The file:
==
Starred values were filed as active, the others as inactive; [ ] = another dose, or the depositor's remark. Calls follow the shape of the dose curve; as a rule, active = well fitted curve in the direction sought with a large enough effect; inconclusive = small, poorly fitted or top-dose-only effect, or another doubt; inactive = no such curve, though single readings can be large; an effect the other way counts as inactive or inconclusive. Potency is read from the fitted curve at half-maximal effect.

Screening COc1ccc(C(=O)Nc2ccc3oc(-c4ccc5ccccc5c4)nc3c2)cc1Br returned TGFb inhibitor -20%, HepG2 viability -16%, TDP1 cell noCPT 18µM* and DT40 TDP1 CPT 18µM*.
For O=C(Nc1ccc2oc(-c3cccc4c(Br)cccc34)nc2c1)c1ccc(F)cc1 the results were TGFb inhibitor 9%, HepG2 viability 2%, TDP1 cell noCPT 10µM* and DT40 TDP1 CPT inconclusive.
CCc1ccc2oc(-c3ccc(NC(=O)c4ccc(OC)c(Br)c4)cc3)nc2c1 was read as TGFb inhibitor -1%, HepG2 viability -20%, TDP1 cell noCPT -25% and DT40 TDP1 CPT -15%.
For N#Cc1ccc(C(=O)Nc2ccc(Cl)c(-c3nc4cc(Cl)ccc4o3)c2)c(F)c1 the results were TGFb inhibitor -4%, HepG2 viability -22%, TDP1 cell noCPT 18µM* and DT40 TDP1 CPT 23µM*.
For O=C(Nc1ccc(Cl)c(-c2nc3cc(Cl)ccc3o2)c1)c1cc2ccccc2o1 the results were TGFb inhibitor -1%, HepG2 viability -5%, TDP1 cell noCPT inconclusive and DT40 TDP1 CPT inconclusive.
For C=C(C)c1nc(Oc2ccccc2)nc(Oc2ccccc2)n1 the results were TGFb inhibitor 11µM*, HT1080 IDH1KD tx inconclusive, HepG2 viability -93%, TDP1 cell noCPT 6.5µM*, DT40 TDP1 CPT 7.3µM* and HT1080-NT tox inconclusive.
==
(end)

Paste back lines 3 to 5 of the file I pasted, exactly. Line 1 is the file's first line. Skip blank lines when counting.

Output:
For O=C(Nc1ccc2oc(-c3cccc4c(Br)cccc34)nc2c1)c1ccc(F)cc1 the results were TGFb inhibitor 9%, HepG2 viability 2%, TDP1 cell noCPT 10µM* and DT40 TDP1 CPT inconclusive.
CCc1ccc2oc(-c3ccc(NC(=O)c4ccc(OC)c(Br)c4)cc3)nc2c1 was read as TGFb inhibitor -1%, HepG2 viability -20%, TDP1 cell noCPT -25% and DT40 TDP1 CPT -15%.
For N#Cc1ccc(C(=O)Nc2ccc(Cl)c(-c3nc4cc(Cl)ccc4o3)c2)c(F)c1 the results were TGFb inhibitor -4%, HepG2 viability -22%, TDP1 cell noCPT 18µM* and DT40 TDP1 CPT 23µM*.